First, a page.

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U.S.-EU Safe Harbor Agreement Reached: Introducing the EU-U.S. Privacy Shield

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United States and European Union Commission negotiators announced today that they have reached a political agreement on a new data transfer framework that will replace the Safe Harbor Program, which was invalidated in 2015 by the European Court of Justice (ECJ). While the details of the new framework – dubbed the "EU-US Privacy Shield" – are vague, stakeholders on both sides of the Atlantic are hopeful that the new deal will provide a legally-supportable mechanism for data transfers of personal information. The new framework will necessitate that companies re-examine their data transfer practices, including transfers of personal information of employees residing in EU Member States.

On October 6, 2015, the ECJ invalidated the U.S.-EU Safe Harbor Program, which allowed U.S. companies to transfer EU citizens' personal data to the U.S. if the companies self-certified to the U.S. Department of Commerce compliance with privacy principles similar to those contained in the EU Data Protection Directive. Click here for more background.

The EU-U.S. Privacy Shield reportedly will reflect the requirements set out by the ECJ in its October 6 ruling. For instance, the new framework will impose stronger obligations on U.S. companies to protect the personal data of Europeans coupled with more robust monitoring and enforcement by the U.S. Department of Commerce and Federal Trade Commission (FTC), including through increased cooperation with European Data Protection Authorities (DPAs).

A significant privacy concern for the EU has been the ability of the U.S. government to access personal information for national intelligence purposes. To address this concern, the U.S. has reportedly given written assurances, for the first time, that "access of public authorities for national security purposes will be subject to clear limitations, safeguards and oversight mechanisms." The U.S. has assured the EU Commission that "it will not conduct mass or indiscriminate surveillance of Europeans." To this end, the EU-U.S. Privacy Shield framework will include a dedicated Ombudsperson to address inquiries or complaints from EU citizens regarding the handling of their data.

The EU Commission press release highlighted the following elements:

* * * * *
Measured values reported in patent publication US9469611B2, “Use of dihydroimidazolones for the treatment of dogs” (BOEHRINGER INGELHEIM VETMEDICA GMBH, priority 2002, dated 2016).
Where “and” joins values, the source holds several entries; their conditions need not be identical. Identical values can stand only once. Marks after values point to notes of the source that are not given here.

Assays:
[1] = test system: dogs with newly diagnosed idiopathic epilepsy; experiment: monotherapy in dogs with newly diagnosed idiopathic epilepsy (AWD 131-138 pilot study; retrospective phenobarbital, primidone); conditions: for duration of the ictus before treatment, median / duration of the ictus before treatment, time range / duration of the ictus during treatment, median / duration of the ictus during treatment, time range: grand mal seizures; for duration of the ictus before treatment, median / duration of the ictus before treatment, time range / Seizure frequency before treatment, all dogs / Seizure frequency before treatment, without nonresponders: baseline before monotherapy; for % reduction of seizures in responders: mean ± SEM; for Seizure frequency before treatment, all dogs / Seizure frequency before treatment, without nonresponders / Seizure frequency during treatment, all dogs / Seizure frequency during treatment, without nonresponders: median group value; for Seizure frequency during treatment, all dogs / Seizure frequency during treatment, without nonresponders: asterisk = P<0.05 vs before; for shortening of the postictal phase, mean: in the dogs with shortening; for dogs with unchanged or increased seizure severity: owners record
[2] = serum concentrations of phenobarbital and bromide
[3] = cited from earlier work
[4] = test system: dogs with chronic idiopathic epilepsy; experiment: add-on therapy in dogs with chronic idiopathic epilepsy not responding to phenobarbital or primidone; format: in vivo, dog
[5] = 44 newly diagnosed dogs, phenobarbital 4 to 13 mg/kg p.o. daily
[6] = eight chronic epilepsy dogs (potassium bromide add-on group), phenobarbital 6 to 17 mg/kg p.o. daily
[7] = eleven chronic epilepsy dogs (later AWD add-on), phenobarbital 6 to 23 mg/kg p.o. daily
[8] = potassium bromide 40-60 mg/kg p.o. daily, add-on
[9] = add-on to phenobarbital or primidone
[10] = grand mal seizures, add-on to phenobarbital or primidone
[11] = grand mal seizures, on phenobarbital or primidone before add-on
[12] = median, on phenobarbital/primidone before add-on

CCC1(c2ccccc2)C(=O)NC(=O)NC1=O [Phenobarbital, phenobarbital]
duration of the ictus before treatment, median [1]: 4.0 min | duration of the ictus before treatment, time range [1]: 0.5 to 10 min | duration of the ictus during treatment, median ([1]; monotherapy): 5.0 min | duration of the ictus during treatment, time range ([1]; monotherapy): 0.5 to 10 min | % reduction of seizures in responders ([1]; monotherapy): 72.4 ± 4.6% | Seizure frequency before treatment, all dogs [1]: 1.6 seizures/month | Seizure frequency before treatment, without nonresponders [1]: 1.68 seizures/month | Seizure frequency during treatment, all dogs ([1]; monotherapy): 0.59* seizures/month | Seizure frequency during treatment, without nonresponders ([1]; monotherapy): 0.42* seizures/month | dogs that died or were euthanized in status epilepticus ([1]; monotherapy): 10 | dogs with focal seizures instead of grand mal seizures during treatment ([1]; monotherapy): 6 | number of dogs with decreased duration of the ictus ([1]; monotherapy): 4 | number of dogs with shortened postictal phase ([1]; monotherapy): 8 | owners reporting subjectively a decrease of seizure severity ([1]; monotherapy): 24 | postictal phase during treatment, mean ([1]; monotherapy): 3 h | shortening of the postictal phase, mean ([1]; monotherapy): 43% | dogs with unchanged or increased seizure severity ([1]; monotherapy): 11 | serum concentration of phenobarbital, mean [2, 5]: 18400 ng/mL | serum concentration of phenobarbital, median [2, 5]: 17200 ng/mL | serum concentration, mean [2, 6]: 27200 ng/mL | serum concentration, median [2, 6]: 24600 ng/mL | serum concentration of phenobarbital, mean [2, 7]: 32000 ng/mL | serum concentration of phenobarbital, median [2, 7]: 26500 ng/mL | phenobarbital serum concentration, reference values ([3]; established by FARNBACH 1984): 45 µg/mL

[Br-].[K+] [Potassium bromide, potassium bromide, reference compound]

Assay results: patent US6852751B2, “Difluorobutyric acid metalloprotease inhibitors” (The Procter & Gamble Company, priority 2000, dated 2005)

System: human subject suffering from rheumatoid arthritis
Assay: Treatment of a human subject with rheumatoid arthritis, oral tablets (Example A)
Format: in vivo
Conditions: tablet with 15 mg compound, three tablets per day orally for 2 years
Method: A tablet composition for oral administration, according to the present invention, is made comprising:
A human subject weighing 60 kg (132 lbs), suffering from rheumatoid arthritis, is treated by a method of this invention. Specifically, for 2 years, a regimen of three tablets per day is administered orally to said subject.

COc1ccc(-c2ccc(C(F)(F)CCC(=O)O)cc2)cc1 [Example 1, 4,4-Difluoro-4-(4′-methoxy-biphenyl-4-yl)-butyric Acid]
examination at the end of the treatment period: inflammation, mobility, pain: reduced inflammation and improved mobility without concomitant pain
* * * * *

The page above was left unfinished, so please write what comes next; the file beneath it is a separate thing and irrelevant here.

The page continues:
(1) Strong obligations on companies' handling of Europeans' personal data and robust enforcement. U.S. companies that transfer data from Europe will be required to comply with robust obligations on how personal data is processed and how individual privacy rights are guaranteed. The U.S. Department of Commerce will monitor companies utilizing the EU-U.S. Privacy Shield and require them to publish their privacy obligations and commitments. Failure to abide by their published commitments will make the company subject to enforcement by the FTC. Any company transferring employment data from the EU must also commit to comply with decisions by European DPAs.

(2) Clear safeguards and transparency obligations on U.S. government access. As noted above, the U.S. has given the EU written assurances that access by public authorities for law enforcement and national security will be subject to clear limitations, safeguards and oversight mechanisms. While the U.S. has agreed not to engage in mass and indiscriminate surveillance, the EU and U.S. appear to have agreed that the U.S. may engage in surveillance that is "necessary and proportionate." The EU and the U.S. Department of Commerce will annually review the functioning of the new framework including these surveillance safeguards and transparency requirements. Intelligence experts from the U.S. and the DPAs will be invited to participate in the annual review.

(3) Protection of EU citizens' rights and opportunities for redress. Any citizen who is concerned that their data has been misused under the new arrangement will have several avenues for remediation. Companies will be obligated to meet deadlines in response to complaints by individuals. European DPAs can refer complaints to the Department of Commerce and the FTC. The newly created Ombudsmen will address complaints involving access by national intelligence authorities. In addition, the framework will provide for an Alternative Dispute Resolution process that will be free of charge to individuals.

Next steps:

The EU regulators will be preparing a draft "adequacy decision" in the next few weeks, which would then work through a process to be approved by all the Member States. In the meantime, the U.S. government will begin to implement the requirement of a new framework, including putting monitoring mechanisms into place and identifying the Ombudsperson.

As the EU and U.S. develop the details of the new framework, companies should take stock of the mechanisms they have in place governing data transfers from Europe and consider a plan to develop and implement appropriate new policies and procedures to address the requirements of the EU-U.S. Privacy Shield framework.

A press release from the EU Commission, along with a statement from the U.S. Secretary of Commerce, Penny Pritzker, and a statement from FTC Chairwoman, Edith Ramirez, are available here, here and here.

For more information about how this issue may affect your business or related matters, please contact the authors of this alert, Alisa Chestler, CIPP/US and Tracy Weir, or any member of the Firm's Privacy and Information Security Team.

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